Unions basically run Argentina. They’re everywhere. And they treat their members like gods at the expense of the public.
They’ve got to destroy the union movement down here. It’s totally corrupt. They would put the Teamsters in the United States to shame on their worst day. Unions everywhere are basically run by thugs. But, as in the US and Europe, the average guy has been programmed to believe unions are good, and protect the downtrodden worker from employers, who are evil.
Unions don’t have to be abolished. They simply shouldn’t be protected by the State. If unions were voluntary, no problem. But they’re not. Membership is almost always compulsory, everywhere. They put a straightjacket on the working man, and damage society as a whole.
Unions are just part of the problem. They also need to get rid of their price controls, their subsidies, their duties, their taxes, and their regulations. Argentina, however, is probably no worse than France, Italy, or other EU countries. They’re all a nightmare for the entrepreneur.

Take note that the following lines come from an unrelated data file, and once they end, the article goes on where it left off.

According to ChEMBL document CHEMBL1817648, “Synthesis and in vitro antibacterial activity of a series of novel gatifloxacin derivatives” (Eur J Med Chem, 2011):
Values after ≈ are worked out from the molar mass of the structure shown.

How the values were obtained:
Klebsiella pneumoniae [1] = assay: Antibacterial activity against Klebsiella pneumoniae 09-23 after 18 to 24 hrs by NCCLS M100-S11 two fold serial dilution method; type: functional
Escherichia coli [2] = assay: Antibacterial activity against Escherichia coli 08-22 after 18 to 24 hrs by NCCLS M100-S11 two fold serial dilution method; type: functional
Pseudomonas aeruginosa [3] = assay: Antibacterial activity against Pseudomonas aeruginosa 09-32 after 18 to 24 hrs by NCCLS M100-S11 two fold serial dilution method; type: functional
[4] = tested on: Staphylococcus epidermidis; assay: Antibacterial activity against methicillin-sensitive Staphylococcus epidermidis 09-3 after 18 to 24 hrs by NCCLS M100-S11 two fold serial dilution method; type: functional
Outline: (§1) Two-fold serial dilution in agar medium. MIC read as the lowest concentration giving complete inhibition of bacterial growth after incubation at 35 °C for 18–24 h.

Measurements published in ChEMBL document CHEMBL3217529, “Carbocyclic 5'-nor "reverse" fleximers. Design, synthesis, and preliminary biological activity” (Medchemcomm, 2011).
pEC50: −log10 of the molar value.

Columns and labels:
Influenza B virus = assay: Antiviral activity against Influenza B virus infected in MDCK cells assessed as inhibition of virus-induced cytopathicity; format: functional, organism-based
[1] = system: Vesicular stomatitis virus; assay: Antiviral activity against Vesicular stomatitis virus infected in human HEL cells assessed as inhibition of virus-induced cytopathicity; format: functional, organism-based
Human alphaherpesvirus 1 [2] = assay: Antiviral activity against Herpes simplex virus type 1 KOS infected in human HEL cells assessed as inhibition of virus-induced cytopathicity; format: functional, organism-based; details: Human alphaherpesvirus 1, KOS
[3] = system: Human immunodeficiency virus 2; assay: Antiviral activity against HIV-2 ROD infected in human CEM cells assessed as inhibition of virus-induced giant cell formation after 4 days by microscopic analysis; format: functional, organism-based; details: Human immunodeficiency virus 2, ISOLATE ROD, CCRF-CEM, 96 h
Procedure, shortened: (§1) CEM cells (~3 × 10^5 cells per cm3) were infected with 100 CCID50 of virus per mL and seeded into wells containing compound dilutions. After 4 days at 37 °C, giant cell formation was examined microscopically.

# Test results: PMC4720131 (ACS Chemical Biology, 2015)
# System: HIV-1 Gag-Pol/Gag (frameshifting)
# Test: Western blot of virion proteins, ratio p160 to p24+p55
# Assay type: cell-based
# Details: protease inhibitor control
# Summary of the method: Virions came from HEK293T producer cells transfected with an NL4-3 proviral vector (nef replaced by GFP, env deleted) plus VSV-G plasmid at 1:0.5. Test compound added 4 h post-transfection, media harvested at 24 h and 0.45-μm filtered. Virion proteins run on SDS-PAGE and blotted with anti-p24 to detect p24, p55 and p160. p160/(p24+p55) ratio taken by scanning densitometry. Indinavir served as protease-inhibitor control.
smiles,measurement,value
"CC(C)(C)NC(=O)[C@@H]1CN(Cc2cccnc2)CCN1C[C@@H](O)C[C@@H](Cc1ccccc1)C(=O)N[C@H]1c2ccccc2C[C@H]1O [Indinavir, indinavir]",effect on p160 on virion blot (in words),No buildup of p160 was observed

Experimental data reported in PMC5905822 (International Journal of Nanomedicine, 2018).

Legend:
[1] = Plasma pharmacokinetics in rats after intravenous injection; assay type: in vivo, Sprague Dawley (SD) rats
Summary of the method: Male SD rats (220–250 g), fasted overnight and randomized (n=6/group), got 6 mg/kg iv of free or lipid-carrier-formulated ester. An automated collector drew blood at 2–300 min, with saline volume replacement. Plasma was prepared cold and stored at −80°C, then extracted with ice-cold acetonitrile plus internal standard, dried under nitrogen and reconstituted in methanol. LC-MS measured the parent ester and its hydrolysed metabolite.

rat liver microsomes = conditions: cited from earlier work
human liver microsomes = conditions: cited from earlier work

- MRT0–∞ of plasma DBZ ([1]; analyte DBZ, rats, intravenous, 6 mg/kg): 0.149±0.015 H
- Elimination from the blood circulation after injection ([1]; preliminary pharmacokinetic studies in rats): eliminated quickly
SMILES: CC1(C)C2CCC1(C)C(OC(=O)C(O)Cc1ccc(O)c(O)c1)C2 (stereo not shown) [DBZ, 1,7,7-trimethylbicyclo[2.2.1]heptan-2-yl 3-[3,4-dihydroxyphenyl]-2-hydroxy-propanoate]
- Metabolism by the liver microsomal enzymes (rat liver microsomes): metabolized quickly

Justin: So, Macri hasn’t done enough yet?
Doug: Macri has done some good things. But he’s not moving nearly fast enough.
I’ve got to say that the best thing that’s happened to any country in South America in the last 50 years was Augusto Pinochet in Chile. However, he’s a good news/bad news situation. The fact that Pinochet was a military dictator. That’s bad news.
But—strange for a general—he had good economic instincts. That’s the good news. Before him, Chile was just a poor, isolated mining province. He took Chile from a backwater with some copper mines to the most successful country in Latin America. Now, everything works there. The average Chilean is, believe it or not, wealthier than the average American. One reason for that is their national Social Security funds are individually owned accounts, invested in their stock market. Argentina needs something like Pinochet.
Everybody says, “Oh, Pinochet, he killed a couple thousand people.” Yeah, he did. And that’s too bad, even though they were mostly communists. But you’ve got to remember that the Argentine generals killed 30,000 or 40,000 people. The Brazilian generals probably killed another 20,000 or 30,000 people. Even the Uruguayan generals killed a couple thousand people. And that’s Uruguay, which used to be called the Switzerland of South America.